Suggestions for action

The Council identified the following suggestions for federal government consideration based on participants’ comments:

  • Outreach and communication
    • Continue to invest in supplying affordable housing through the federal Affordable Housing Initiative.
    • Build on existing efforts to increase knowledge and awareness of federal services and benefits available to seniors through a national awareness campaign using print, radio and television advertising. This campaign could target seniors with low literacy levels and newcomers to Canada to ensure that vulnerable populations are aware of benefits for which they may be eligible.
    • Promote and further develop the Web site www.seniors.gc.ca and the federal Services for Seniors Guide, to support seniors and their families in accessing information on federal supports for unpaid caregivers, housing programs, volunteer opportunities and healthy living, and to increase their awareness of these initiatives.
  • Reaching those at risk
    • Continue to support and expand initiatives such as the Government of Canada’s Working Together Workshop, designed to increase awareness and take-up of OAS and CPP benefits in remote Aboriginal communities. This initiative was successfully piloted in 2006–07 and will be rolled out across Canada in 2008–09.
  • Application process
    • Continue to streamline and simplify application processes and forms for federal services and benefits. Information packages could be sent more than once before applicants turn 65; these packages could include a step-by-step instruction sheet with contact telephone numbers to make it easier for seniors to understand how to fill out the application forms and how to get help if they need it.
  • Working with community
    • Ensure that local service providers, especially those in rural and remote communities, and those working with hard-to-reach populations (e.g., individuals who face literacy challenges or homeless individuals) have access to up-to-date information on federal programs and services by providing them with informational sessions and resources on the programs and services available to seniors. Materials from pilot projects such as the Guide to Information for Service Providers/Professionals developed by the then Human Resources and Social Development Canada, the City of Ottawa and COSTI (an organization that supports immigrants, based in Toronto), could be used to train service providers in other regions.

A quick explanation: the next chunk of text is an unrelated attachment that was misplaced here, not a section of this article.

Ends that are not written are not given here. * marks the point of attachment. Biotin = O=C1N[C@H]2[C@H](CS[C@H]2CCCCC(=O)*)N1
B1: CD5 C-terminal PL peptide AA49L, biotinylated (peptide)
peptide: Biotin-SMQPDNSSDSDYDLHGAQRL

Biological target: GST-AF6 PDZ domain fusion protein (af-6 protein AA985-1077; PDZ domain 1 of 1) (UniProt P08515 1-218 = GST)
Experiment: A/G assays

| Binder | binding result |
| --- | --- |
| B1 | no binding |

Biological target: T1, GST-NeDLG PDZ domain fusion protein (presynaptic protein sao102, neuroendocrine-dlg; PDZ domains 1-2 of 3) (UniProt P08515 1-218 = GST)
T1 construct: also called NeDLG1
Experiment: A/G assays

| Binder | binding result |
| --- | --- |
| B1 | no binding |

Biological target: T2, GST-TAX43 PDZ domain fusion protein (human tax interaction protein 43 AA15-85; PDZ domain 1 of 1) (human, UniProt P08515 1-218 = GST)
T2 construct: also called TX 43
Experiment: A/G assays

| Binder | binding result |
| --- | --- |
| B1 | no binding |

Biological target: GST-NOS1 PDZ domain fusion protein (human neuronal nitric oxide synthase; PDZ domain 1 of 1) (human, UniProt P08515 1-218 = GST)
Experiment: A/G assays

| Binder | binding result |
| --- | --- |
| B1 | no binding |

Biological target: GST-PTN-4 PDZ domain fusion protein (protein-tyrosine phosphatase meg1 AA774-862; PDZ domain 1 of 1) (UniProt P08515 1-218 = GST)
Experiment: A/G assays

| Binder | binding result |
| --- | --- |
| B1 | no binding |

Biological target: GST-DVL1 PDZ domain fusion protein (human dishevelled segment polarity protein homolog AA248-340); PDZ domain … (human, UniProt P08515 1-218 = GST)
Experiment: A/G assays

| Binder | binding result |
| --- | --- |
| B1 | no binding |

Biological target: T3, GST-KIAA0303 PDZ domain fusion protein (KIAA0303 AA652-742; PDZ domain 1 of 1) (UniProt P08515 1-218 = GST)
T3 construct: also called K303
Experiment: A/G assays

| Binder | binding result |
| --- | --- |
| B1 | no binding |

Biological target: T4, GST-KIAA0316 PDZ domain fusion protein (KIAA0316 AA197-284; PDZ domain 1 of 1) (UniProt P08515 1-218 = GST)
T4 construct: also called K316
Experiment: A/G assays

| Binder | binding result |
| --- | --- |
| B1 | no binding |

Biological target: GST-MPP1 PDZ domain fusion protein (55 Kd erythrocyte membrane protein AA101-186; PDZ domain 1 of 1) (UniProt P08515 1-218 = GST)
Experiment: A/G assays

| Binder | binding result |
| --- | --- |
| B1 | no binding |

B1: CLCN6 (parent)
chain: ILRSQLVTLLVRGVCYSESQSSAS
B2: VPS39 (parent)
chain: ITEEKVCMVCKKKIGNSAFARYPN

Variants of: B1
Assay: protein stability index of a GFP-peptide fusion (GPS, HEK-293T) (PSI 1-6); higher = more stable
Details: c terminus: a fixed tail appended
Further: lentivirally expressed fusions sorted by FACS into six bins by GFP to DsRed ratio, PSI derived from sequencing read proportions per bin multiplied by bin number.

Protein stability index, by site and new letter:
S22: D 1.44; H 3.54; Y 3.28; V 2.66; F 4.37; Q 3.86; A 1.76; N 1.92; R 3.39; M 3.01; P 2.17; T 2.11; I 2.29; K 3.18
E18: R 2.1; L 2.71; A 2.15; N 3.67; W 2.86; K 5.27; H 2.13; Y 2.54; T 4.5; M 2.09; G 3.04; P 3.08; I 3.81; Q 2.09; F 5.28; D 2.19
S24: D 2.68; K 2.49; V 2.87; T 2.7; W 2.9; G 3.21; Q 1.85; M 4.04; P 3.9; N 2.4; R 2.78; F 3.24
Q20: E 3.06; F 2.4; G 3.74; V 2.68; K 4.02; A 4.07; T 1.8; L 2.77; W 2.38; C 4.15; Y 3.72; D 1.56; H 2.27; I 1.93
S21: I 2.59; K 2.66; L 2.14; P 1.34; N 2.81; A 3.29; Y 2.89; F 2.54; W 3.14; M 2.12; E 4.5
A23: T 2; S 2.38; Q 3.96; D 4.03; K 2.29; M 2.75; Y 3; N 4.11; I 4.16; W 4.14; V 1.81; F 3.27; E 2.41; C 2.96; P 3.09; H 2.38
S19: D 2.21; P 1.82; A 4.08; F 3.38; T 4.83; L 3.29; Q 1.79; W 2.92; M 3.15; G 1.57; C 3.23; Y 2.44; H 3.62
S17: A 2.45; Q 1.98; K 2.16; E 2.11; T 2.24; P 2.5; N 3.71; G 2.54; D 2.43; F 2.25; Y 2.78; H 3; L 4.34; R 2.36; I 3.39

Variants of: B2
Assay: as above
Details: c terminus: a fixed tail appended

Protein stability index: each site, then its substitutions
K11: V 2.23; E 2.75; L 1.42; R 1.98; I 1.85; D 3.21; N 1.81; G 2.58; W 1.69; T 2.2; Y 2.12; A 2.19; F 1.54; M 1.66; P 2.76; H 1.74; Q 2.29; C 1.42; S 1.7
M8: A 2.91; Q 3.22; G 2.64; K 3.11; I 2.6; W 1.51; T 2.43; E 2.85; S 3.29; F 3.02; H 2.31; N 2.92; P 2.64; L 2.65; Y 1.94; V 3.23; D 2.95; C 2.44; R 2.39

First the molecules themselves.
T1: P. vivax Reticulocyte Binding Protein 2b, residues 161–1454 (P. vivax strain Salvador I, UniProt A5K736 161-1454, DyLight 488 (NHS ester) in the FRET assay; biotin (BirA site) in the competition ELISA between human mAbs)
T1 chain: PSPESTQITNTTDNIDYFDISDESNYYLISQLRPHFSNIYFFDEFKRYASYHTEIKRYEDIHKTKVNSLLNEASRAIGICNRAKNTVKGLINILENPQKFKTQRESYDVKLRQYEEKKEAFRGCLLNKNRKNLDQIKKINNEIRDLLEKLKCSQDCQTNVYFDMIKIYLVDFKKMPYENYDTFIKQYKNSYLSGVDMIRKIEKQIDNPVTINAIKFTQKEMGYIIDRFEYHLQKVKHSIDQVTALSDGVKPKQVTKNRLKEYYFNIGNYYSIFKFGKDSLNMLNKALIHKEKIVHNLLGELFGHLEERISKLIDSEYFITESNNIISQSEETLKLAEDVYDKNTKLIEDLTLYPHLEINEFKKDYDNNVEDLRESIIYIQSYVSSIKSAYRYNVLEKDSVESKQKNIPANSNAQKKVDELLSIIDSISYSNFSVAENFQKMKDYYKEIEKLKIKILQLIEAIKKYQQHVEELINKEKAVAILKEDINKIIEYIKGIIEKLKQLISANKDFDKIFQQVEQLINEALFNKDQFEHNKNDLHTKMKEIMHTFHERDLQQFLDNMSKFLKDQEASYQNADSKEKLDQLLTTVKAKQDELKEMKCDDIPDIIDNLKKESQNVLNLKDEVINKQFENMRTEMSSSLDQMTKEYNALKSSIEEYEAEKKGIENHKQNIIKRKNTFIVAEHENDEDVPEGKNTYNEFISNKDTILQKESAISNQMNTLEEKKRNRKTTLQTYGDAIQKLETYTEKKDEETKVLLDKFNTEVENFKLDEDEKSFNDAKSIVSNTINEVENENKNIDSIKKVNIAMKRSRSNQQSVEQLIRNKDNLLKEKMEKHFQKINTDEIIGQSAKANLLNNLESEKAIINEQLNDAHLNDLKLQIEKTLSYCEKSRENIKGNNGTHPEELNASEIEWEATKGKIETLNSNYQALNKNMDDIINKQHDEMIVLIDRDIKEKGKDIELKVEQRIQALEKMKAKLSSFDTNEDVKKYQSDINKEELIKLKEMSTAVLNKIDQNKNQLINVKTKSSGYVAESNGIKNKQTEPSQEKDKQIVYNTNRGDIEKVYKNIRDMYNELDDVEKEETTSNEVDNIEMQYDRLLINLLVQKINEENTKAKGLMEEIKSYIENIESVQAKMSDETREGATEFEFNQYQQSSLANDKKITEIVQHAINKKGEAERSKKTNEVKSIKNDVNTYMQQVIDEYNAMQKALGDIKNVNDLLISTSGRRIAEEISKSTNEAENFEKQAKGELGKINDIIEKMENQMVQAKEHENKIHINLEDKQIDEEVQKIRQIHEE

• Work to develop a formalized assessment process that could be used by Service Canada information officers and other service providers across the country to determine which benefits seniors may be in need of and eligible for.
  • Partnerships with governments
    • Work in partnership with provincial and territorial governments and service providers to develop an inventory of existing services for seniors across the country. This would increase awareness and consistency of information about resources available to lowincome seniors among service providers.
  • Volunteers
    • Examine options for providing compensation to individuals who volunteer and/or to organizations that rely on volunteers to deliver services or programs, and study ways to recruit and retain future generations of volunteers.
    • Consider implementing a Canada-wide campaign that encourages and promotes volunteerism across the life course.

Conclusions

While the decline in the low-income rate among seniors is a great accomplishment, there are still seniors with low incomes who are not able to live life to the fullest.

Most people do not experience dramatic declines in income when they turn 65. More often, low income in old age results from economic standing experienced over a lifetime. As such, efforts need to focus on the economic vulnerability of individuals before they become seniors.

Improving the quality of life for low-income seniors is not simply a matter of additional income. Low income can result from many factors and can have many consequences. Interventions for low-income seniors should be part of a broader public policy initiative aimed at improving well-being.

The federal, provincial and territorial governments all have policies and programs within their jurisdictions that influence the well-being of low-income seniors. The federal government provides income support for seniors through the public pension system, primarily through OAS and the GIS. The federal government administers the CPP under the joint stewardship of the provincial and territorial governments. Many provinces also provide income assistance to low-income seniors through supplements such as a top-up to the federal GIS.